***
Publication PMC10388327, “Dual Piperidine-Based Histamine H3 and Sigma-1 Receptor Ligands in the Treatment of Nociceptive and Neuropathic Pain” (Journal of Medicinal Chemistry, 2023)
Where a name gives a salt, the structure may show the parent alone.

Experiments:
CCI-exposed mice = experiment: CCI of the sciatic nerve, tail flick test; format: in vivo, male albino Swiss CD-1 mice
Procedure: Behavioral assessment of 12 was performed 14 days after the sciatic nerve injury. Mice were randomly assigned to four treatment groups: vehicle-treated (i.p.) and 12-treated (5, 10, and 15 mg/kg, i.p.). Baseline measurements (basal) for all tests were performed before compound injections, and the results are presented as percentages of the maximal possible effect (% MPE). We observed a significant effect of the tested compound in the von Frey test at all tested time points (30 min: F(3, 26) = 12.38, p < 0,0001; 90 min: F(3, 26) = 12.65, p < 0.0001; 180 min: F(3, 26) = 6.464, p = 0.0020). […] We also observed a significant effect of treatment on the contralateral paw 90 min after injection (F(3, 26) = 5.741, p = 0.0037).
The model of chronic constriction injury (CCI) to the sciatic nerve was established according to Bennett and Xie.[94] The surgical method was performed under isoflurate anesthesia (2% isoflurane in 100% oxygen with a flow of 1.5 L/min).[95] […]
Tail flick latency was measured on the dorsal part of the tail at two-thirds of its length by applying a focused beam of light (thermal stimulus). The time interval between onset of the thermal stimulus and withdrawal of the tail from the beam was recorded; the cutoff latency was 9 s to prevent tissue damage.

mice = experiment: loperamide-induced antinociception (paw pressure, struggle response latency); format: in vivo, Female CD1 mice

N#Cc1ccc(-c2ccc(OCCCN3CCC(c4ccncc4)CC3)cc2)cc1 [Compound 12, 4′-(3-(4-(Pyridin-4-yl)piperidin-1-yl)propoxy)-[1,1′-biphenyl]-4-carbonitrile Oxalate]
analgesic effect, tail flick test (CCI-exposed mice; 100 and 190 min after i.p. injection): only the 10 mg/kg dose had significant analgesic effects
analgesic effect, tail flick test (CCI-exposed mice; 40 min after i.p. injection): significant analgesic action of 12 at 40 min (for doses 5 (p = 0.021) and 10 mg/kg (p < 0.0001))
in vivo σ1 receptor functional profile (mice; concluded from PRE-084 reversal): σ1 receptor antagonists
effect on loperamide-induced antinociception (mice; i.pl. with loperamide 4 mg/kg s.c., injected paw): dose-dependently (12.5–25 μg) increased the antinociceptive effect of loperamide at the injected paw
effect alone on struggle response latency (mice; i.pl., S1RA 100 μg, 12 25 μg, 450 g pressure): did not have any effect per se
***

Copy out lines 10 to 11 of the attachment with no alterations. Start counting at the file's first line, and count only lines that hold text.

analgesic effect, tail flick test (CCI-exposed mice; 100 and 190 min after i.p. injection): only the 10 mg/kg dose had significant analgesic effects
analgesic effect, tail flick test (CCI-exposed mice; 40 min after i.p. injection): significant analgesic action of 12 at 40 min (for doses 5 (p = 0.021) and 10 mg/kg (p < 0.0001))